I was expecting a conspiring group of villains, a Suicide Squad-type team of medieval rogues, who would go about plague-riddled England causing havoc and mischief. Instead, I got a high-calibre novel of a group of outcasts who had little choice but to band together and try to escape the infection. The tensions between them are taught and brilliantly brought to the page. It is Maitland’s characterisation that kept me reading past page 100. Within 548 pages, Maitland expertly deals with Jofre coming to terms with his homosexuality – and his master’s way of dealing with the consequences of it. Cygnus’s coping mechanism with his disability, his charisma and his delusion is perfectly pitted against Zophiel’s hate, lies and prejudices. Osmond and Adela, the young runaway couple deeply in-love and expecting their first child, hide their secret painfully and bravely. The vulnerable, hurting Pleasance and her sinister child-witch ward, Narigorm, are both realistically and direly portrayed. The group is held-together by Camelot, a con-artist and pusher of fake relics, who one warms to instantly. Along the way, escaping the infection, Narigorm manipulates from each of them their dark past, the cruel path that led them to join the company. Not only are the characters realised fully, but so is the country, atmosphere and context through which they are travelling. My criticism is simply that the book wasn’t what I was expecting and wanting. I wanted, and still want, the adventures of medieval scoundrels plotting and planning escapades and jollies.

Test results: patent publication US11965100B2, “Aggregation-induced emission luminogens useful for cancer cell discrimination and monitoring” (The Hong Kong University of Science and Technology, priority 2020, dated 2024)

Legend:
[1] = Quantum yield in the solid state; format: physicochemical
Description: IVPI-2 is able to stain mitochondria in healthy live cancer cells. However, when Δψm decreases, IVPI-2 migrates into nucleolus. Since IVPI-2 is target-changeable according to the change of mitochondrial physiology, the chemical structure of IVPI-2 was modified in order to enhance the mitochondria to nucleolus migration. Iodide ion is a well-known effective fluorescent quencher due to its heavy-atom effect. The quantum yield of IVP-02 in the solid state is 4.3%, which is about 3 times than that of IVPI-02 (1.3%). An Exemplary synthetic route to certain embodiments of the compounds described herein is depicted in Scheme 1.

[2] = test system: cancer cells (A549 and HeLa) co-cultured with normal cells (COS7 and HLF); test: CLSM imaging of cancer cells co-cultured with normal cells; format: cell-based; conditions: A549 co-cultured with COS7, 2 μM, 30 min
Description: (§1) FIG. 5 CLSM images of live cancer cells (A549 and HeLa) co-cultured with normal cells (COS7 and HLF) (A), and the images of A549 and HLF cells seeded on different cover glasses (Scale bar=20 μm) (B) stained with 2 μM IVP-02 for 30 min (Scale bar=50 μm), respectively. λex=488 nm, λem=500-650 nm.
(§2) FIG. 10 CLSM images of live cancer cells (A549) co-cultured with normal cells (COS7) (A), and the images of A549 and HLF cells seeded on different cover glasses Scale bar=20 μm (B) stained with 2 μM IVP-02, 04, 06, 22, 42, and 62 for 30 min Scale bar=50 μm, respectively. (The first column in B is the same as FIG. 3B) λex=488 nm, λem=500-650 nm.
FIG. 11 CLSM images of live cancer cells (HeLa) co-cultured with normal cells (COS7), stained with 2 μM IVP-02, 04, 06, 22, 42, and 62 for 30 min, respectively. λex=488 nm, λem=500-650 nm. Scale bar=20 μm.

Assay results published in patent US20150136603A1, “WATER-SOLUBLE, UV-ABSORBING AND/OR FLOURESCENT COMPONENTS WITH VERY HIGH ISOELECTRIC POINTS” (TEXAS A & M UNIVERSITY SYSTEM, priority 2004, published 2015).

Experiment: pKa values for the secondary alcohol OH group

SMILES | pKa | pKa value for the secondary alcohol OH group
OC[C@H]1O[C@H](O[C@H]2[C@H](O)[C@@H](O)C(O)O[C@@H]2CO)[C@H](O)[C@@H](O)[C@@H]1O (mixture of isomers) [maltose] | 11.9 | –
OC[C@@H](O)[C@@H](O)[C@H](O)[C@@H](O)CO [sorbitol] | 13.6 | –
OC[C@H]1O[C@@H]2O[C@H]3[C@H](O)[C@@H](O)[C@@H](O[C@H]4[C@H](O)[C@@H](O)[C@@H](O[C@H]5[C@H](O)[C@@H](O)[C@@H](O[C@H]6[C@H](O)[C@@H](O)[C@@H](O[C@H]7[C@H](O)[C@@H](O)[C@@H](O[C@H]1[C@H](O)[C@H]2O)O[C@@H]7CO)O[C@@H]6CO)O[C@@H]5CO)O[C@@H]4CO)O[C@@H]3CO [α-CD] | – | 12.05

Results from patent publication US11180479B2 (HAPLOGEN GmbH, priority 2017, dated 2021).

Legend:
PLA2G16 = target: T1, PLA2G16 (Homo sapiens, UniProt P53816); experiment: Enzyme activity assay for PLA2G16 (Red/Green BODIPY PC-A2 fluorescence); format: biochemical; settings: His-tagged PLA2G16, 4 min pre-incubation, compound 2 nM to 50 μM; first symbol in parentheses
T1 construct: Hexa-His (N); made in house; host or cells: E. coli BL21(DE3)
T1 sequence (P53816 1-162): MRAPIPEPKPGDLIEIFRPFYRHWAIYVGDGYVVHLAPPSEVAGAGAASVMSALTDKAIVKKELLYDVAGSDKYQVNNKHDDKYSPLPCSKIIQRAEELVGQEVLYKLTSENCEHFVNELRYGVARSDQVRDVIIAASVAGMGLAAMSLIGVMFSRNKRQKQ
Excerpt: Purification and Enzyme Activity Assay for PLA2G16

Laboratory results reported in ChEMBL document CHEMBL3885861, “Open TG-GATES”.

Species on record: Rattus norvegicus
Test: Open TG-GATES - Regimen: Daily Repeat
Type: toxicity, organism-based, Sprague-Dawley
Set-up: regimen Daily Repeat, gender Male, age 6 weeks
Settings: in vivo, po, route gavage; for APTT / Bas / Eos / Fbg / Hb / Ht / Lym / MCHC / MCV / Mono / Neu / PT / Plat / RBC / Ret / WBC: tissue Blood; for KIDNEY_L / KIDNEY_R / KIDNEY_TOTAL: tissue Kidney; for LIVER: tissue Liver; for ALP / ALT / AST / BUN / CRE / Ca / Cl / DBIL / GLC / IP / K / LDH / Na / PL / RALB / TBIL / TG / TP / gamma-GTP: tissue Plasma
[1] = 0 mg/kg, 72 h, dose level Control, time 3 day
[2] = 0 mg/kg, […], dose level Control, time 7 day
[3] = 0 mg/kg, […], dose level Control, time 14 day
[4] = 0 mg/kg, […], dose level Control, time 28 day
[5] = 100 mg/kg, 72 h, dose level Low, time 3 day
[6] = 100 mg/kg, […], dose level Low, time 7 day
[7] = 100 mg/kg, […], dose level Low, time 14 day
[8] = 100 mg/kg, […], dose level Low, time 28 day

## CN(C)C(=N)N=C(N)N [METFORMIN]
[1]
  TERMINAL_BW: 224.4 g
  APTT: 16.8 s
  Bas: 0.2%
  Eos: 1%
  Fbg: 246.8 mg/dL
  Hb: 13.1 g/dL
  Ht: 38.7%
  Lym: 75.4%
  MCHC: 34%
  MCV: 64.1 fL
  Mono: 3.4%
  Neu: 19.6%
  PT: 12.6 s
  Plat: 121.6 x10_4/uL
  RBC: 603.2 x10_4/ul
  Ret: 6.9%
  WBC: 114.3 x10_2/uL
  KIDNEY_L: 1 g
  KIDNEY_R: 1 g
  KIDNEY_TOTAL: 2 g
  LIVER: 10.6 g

3.75 out of 5